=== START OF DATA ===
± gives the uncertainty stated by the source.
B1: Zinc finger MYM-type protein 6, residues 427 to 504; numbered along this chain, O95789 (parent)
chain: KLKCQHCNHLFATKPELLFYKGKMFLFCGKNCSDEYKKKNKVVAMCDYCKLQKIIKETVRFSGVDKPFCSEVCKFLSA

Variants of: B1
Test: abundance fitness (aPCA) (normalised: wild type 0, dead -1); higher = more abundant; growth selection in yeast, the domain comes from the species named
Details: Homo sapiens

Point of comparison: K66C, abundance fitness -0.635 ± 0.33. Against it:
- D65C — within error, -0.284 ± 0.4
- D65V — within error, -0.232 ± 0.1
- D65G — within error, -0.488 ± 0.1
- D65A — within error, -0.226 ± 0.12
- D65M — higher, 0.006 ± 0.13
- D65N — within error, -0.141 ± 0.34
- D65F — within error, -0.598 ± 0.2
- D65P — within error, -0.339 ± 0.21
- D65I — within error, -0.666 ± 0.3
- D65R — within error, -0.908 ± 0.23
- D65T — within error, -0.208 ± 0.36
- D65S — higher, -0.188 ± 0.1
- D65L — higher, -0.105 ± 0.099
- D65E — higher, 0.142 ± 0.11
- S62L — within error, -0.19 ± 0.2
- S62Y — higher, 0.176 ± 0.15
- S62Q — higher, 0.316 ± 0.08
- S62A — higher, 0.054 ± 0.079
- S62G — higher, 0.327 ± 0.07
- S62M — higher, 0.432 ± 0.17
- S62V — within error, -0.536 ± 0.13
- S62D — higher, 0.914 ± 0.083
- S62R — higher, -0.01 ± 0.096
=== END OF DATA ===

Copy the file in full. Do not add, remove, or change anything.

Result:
± gives the uncertainty stated by the source.
B1: Zinc finger MYM-type protein 6, residues 427 to 504; numbered along this chain, O95789 (parent)
chain: KLKCQHCNHLFATKPELLFYKGKMFLFCGKNCSDEYKKKNKVVAMCDYCKLQKIIKETVRFSGVDKPFCSEVCKFLSA

Variants of: B1
Test: abundance fitness (aPCA) (normalised: wild type 0, dead -1); higher = more abundant; growth selection in yeast, the domain comes from the species named
Details: Homo sapiens

Point of comparison: K66C, abundance fitness -0.635 ± 0.33. Against it:
- D65C — within error, -0.284 ± 0.4
- D65V — within error, -0.232 ± 0.1
- D65G — within error, -0.488 ± 0.1
- D65A — within error, -0.226 ± 0.12
- D65M — higher, 0.006 ± 0.13
- D65N — within error, -0.141 ± 0.34
- D65F — within error, -0.598 ± 0.2
- D65P — within error, -0.339 ± 0.21
- D65I — within error, -0.666 ± 0.3
- D65R — within error, -0.908 ± 0.23
- D65T — within error, -0.208 ± 0.36
- D65S — higher, -0.188 ± 0.1
- D65L — higher, -0.105 ± 0.099
- D65E — higher, 0.142 ± 0.11
- S62L — within error, -0.19 ± 0.2
- S62Y — higher, 0.176 ± 0.15
- S62Q — higher, 0.316 ± 0.08
- S62A — higher, 0.054 ± 0.079
- S62G — higher, 0.327 ± 0.07
- S62M — higher, 0.432 ± 0.17
- S62V — within error, -0.536 ± 0.13
- S62D — higher, 0.914 ± 0.083
- S62R — higher, -0.01 ± 0.096